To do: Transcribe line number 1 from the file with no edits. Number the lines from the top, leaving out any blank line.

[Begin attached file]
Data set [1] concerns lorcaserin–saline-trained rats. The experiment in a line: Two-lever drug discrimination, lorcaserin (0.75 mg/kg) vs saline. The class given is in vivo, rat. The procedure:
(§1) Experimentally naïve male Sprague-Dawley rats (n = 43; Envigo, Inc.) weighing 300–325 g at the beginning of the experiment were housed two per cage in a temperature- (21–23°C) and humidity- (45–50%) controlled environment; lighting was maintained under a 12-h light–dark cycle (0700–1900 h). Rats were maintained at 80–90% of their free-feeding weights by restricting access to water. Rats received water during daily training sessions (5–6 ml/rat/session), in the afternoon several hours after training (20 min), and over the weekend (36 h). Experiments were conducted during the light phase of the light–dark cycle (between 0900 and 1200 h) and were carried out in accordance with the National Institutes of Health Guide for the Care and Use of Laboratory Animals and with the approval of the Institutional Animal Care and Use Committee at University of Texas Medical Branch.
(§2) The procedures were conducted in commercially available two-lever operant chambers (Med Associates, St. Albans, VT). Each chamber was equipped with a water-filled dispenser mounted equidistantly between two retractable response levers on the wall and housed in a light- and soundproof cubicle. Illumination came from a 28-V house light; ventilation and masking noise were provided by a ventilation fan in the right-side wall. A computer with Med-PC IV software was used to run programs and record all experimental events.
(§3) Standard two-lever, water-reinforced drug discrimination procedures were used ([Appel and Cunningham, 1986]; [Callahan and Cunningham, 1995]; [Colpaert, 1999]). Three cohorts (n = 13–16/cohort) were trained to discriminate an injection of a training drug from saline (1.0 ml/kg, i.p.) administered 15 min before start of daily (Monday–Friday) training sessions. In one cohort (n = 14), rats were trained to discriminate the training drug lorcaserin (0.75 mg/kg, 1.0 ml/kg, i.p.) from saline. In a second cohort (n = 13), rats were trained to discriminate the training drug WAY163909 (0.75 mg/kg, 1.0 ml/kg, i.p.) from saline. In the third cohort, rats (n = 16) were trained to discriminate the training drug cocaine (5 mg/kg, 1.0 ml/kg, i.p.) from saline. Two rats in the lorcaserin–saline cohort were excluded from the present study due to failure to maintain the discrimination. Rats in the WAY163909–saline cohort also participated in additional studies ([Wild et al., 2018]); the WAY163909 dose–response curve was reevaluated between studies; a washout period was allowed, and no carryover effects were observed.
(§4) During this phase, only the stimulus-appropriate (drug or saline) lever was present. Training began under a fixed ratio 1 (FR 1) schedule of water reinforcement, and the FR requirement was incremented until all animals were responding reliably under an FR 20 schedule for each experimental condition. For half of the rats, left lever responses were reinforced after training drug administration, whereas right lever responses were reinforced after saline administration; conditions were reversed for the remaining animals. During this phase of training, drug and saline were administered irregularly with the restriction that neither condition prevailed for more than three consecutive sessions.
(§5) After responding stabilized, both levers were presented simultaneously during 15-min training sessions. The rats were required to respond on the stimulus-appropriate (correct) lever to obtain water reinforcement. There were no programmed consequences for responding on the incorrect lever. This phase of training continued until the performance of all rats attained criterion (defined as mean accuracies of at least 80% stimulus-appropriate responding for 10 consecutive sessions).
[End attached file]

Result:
Data set [1] concerns lorcaserin–saline-trained rats. The experiment in a line: Two-lever drug discrimination, lorcaserin (0.75 mg/kg) vs saline. The class given is in vivo, rat. The procedure: